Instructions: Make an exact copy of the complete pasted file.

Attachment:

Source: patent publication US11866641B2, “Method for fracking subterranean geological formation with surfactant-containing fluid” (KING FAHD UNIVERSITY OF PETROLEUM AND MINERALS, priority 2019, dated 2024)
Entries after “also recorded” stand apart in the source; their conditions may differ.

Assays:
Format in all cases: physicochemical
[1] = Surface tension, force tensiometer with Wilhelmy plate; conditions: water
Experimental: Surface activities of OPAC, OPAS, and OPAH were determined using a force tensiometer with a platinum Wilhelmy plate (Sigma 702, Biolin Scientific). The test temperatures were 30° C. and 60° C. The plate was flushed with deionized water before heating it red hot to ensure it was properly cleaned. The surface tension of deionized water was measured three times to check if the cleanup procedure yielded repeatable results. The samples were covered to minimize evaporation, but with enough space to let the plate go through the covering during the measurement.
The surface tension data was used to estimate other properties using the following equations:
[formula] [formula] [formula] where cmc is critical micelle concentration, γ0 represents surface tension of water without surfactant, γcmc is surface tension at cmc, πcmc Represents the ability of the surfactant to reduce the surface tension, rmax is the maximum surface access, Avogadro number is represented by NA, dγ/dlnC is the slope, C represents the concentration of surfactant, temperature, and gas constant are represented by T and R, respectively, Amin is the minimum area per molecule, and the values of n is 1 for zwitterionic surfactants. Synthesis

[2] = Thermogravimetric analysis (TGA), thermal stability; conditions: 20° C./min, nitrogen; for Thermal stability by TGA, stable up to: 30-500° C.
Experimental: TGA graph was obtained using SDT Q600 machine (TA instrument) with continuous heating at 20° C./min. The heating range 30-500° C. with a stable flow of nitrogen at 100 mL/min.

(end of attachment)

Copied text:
Source: patent publication US11866641B2, “Method for fracking subterranean geological formation with surfactant-containing fluid” (KING FAHD UNIVERSITY OF PETROLEUM AND MINERALS, priority 2019, dated 2024)
Entries after “also recorded” stand apart in the source; their conditions may differ.

Assays:
Format in all cases: physicochemical
[1] = Surface tension, force tensiometer with Wilhelmy plate; conditions: water
Experimental: Surface activities of OPAC, OPAS, and OPAH were determined using a force tensiometer with a platinum Wilhelmy plate (Sigma 702, Biolin Scientific). The test temperatures were 30° C. and 60° C. The plate was flushed with deionized water before heating it red hot to ensure it was properly cleaned. The surface tension of deionized water was measured three times to check if the cleanup procedure yielded repeatable results. The samples were covered to minimize evaporation, but with enough space to let the plate go through the covering during the measurement.
The surface tension data was used to estimate other properties using the following equations:
[formula] [formula] [formula] where cmc is critical micelle concentration, γ0 represents surface tension of water without surfactant, γcmc is surface tension at cmc, πcmc Represents the ability of the surfactant to reduce the surface tension, rmax is the maximum surface access, Avogadro number is represented by NA, dγ/dlnC is the slope, C represents the concentration of surfactant, temperature, and gas constant are represented by T and R, respectively, Amin is the minimum area per molecule, and the values of n is 1 for zwitterionic surfactants. Synthesis

[2] = Thermogravimetric analysis (TGA), thermal stability; conditions: 20° C./min, nitrogen; for Thermal stability by TGA, stable up to: 30-500° C.
Experimental: TGA graph was obtained using SDT Q600 machine (TA instrument) with continuous heating at 20° C./min. The heating range 30-500° C. with a stable flow of nitrogen at 100 mL/min.